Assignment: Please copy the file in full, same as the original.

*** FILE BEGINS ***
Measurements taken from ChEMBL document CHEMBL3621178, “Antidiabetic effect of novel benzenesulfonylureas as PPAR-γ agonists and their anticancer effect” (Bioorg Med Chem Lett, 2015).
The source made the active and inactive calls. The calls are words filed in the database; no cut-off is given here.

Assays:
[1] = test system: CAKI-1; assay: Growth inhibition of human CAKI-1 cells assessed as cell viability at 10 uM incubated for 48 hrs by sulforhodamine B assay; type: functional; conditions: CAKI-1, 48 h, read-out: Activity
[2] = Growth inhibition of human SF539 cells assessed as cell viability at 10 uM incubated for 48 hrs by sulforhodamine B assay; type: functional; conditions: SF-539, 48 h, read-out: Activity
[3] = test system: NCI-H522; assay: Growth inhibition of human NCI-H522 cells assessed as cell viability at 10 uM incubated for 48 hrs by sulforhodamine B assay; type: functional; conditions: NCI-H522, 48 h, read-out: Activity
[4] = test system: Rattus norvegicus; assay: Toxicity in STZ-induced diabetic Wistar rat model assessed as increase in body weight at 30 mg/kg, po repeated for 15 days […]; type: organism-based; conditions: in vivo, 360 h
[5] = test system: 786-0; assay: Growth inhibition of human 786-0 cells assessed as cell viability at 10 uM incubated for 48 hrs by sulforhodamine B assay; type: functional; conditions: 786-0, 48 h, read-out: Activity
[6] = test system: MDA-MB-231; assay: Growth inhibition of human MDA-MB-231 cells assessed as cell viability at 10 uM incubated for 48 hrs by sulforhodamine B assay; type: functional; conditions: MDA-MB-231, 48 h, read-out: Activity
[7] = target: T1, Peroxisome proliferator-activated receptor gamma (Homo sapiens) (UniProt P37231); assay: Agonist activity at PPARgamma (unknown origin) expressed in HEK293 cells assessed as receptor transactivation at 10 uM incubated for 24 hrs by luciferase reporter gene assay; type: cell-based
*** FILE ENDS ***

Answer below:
Measurements taken from ChEMBL document CHEMBL3621178, “Antidiabetic effect of novel benzenesulfonylureas as PPAR-γ agonists and their anticancer effect” (Bioorg Med Chem Lett, 2015).
The source made the active and inactive calls. The calls are words filed in the database; no cut-off is given here.

Assays:
[1] = test system: CAKI-1; assay: Growth inhibition of human CAKI-1 cells assessed as cell viability at 10 uM incubated for 48 hrs by sulforhodamine B assay; type: functional; conditions: CAKI-1, 48 h, read-out: Activity
[2] = Growth inhibition of human SF539 cells assessed as cell viability at 10 uM incubated for 48 hrs by sulforhodamine B assay; type: functional; conditions: SF-539, 48 h, read-out: Activity
[3] = test system: NCI-H522; assay: Growth inhibition of human NCI-H522 cells assessed as cell viability at 10 uM incubated for 48 hrs by sulforhodamine B assay; type: functional; conditions: NCI-H522, 48 h, read-out: Activity
[4] = test system: Rattus norvegicus; assay: Toxicity in STZ-induced diabetic Wistar rat model assessed as increase in body weight at 30 mg/kg, po repeated for 15 days […]; type: organism-based; conditions: in vivo, 360 h
[5] = test system: 786-0; assay: Growth inhibition of human 786-0 cells assessed as cell viability at 10 uM incubated for 48 hrs by sulforhodamine B assay; type: functional; conditions: 786-0, 48 h, read-out: Activity
[6] = test system: MDA-MB-231; assay: Growth inhibition of human MDA-MB-231 cells assessed as cell viability at 10 uM incubated for 48 hrs by sulforhodamine B assay; type: functional; conditions: MDA-MB-231, 48 h, read-out: Activity
[7] = target: T1, Peroxisome proliferator-activated receptor gamma (Homo sapiens) (UniProt P37231); assay: Agonist activity at PPARgamma (unknown origin) expressed in HEK293 cells assessed as receptor transactivation at 10 uM incubated for 24 hrs by luciferase reporter gene assay; type: cell-based